General Thomas Sumter captures Orangeburg
On this day in history, May 11, 1781, General Thomas Sumter captures Orangeburg, South Carolina, as the American patriots sweep across South Carolina and Georgia in their efforts to recover the south. General Nathanael Greene took over the crumbling American defense of the south in December of 1780 after the British had successfully conquered most of Georgia and South Carolina and begun an invasion of North Carolina.
After Greene dragged British General Charles Cornwallis on long marches and into a costly battle at Guilford, North Carolina, Cornwallis was forced to retreat to the coast for supplies and regrouping. Greene turned his efforts south to recapture South Carolina and Georgia, whose major cities, such as Charleston, Savannah and Augusta were occupied, but whose interiors were guarded by a string of lightly guarded forts.
Greene broke his army into smaller groups under various commanders and sent them out across South Carolina to take as many of these outposts as they could. South Carolina Brigadier General Thomas Sumter had already proven a successful commander with victories at the Battle of Hanging Rock, the Battle of Fishdam Ford and the Battle of Blackstock’s Farm, where he was severely wounded. Sumter had been largely responsible for the resurrection of South Carolina’s partisan resistance after the fall of Charleston and the evacuation of the state’s government to North Carolina.
As the patriots began reclaiming the south, General Sumter and Lt. Col. Henry Lee laid siege to Fort Granby, near present day Columbia, South Carolina. Their force was too small to overtake the fort, so after several days they parted. Lee would come back to Fort Granby several days later and offer the British garrison safe passage back to Charleston if they would surrender, which they did.
Sumter, meanwhile, headed southeast for Orangeburg, an important supply post on the route from Charleston to the interior that would see numerous activities from both sides during the war. Sumter sent men ahead to begin a siege on the town, while he came behind, slowed down because he was carrying his single six-pounder cannon.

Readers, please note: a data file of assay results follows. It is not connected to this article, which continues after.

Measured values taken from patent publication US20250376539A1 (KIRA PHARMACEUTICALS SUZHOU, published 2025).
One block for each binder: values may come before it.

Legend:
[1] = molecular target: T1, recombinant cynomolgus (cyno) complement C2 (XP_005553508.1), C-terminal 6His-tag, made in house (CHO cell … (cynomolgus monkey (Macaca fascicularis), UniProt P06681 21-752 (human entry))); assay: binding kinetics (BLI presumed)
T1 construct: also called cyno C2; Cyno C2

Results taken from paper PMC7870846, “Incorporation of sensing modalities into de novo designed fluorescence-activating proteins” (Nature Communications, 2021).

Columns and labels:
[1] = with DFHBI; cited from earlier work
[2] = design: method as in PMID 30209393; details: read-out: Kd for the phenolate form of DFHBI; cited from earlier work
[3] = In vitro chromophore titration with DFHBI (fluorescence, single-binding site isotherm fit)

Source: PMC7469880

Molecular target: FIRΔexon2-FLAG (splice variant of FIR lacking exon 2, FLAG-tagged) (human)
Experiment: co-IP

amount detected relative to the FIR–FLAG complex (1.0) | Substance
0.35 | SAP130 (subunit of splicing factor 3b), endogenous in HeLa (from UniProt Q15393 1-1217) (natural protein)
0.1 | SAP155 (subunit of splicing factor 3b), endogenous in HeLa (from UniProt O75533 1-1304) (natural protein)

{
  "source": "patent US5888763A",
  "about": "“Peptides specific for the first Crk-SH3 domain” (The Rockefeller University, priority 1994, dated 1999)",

At this time, only a small contingent of 89 British soldiers and Loyalists were guarding Orangeburg. When the Americans arrived on the evening of May 10th, the British gathered as a group and holed up inside a brick house, refusing to surrender. Early the next morning, Sumter arrived with the cannon and began to bombard the house. After three holes were shot through the house, all 89 men surrendered without a fight. The following day, after gathering up plentiful supplies in the town, Sumter sent the prisoners to General Greene, but unfortunately local patriot militia killed some of them along the way.
The victory at Orangeburg was one of a string of victories that put nearly the entire states of South Carolina and Georgia back into American hands within only a few months, with the exception of Charleston and Savannah on the coast. General Greene’s reconquest of the south was nearly complete. Savannah and Charleston would finally be abandoned by the British in 1782 when the signing of the Treaty of Paris, which ended the war, was imminent.
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National Society Sons of the American Revolution
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